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Ciclosporin in HTLV-1 Associated Myelopathy/ Tropical Spastic Paraparesis (HAM/TSP) (HAM05)

This study has been completed.
Medical Research Council
Selly Oak Hospital, Birmingham, UK
St Mary Hospital, Imperial College Healthcare NHS Trust, London, UK
Information provided by (Responsible Party):
Graham Taylor, Imperial College London Identifier:
First received: October 15, 2008
Last updated: April 12, 2013
Last verified: April 2013
HAM/TSP is a chronic disease of the spinal cord, caused by a virus called HTLV−I. Worldwide approximately 20 million persons are infected.Infection with HTLV−I is lifelong, and about 3% of infected persons will develop this chronic debilitating disease, of which half will become wheelchair dependent. We, and others, have shown a strong and persistent immune response to HTLV−I in carriers and patients with HAM/TSP, but this fails to clear the virus. However, carriers with a low burden of virus in the blood have a low risk of developing disease. The immune response in these carriers seems better able to kill infected cells. A less efficient response is associated with a higher viral burden that drives the immune response with a resultant release of chemicals by the immune cells that inadvertently cause harm, most especially to cells in the spinal cord. Our understanding of HAM/TSP suggests that targeting the immune response should improve the health of our patients especially if the disease is diagnosed early. To identify the best type of treatment we are planning a series of studies of drugs that target the immune response in different ways. Each has been used in other inflammatory conditions but never before studied in HAM/TSP. We aim to study the extent and duration of the clinical response and to associate this with the different effects that the therapies have on the immune response and on the number of HTLV−I infected cells in the blood. This in turn will improve our knowledge and understanding of the disease and should lead to better therapy. This application is in relation to the first study − to explore that therapeutic benefit of ciclosporin in patients with HAM/TSP.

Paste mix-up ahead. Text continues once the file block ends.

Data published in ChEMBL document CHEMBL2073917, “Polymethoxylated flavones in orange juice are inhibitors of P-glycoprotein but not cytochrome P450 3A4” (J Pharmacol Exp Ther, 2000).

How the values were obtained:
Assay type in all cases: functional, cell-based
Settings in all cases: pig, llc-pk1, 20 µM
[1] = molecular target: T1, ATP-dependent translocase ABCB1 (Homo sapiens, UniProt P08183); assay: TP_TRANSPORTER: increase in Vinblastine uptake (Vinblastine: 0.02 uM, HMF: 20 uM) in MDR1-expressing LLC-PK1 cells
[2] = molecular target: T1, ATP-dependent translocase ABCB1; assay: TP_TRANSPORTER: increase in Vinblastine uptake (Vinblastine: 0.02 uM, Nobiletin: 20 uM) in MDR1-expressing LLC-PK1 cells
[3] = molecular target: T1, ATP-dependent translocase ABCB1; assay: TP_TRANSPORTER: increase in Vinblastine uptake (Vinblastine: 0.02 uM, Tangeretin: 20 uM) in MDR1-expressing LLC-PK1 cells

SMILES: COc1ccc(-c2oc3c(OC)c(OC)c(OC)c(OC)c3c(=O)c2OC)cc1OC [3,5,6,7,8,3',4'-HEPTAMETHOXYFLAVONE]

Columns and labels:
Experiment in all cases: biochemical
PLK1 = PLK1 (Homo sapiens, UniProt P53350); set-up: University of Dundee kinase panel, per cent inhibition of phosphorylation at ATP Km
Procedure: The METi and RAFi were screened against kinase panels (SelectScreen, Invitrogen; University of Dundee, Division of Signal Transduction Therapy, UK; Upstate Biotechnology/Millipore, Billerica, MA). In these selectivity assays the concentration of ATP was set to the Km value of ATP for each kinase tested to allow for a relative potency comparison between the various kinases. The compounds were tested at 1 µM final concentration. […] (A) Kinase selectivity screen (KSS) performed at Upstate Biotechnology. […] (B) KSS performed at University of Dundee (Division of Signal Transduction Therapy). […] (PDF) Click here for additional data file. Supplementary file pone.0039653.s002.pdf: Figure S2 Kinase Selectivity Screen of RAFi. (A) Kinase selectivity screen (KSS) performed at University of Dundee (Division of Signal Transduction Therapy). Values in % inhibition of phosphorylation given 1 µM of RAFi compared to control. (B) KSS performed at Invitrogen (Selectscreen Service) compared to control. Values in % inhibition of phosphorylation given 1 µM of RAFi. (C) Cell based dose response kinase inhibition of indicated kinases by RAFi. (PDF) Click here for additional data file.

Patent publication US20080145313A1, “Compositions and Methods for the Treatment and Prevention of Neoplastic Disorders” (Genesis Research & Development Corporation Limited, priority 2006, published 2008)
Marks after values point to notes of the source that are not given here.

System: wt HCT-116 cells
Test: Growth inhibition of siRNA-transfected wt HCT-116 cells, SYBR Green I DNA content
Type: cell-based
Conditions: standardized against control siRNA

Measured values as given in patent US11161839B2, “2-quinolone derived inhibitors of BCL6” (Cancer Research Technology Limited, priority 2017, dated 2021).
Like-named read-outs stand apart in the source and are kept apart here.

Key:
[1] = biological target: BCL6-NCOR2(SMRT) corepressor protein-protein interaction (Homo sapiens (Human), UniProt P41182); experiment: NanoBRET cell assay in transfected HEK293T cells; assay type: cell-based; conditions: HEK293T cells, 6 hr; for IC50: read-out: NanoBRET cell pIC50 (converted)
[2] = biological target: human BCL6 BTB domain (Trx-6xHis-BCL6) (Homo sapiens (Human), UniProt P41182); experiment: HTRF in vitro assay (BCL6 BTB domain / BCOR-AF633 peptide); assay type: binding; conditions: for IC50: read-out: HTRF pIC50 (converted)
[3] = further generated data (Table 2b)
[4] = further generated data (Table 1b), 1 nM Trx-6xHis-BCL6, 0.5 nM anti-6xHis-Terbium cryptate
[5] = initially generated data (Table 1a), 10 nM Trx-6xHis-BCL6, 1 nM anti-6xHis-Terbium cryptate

Condition Intervention Phase
HTLV I Associated Myelopathy
Drug: ciclosporin
Phase 2
Phase 3

Study Type: Interventional
Study Design: Intervention Model: Single Group Assignment
Masking: Open Label
Primary Purpose: Treatment
Official Title: The HAM Ciclosporin Study : an Observational Trial of Therapy in Early or Progressing HAM/TSP

Resource links provided by NLM:

Further study details as provided by Imperial College London:

Primary Outcome Measures:
  • Incidence of clinical failure [ Time Frame: up to 12 months ]

Secondary Outcome Measures:
  • Changes in clinical outcome measures at 12,24, 48 and 72 weeks compared to baseline [ Time Frame: 12, 24, 48 and 72 weeks ]

Enrollment: 7
Study Start Date: August 2006
Study Completion Date: January 2010
Primary Completion Date: January 2010 (Final data collection date for primary outcome measure)
Arms Assigned Interventions
Experimental: ciclosporin
48 weeks treatment with ciclosporin
Drug: ciclosporin
Ciclosporin 2.5 - 5mg/kg/day in two equally divided doses. dose adjusted according to trough ciclosporin concentration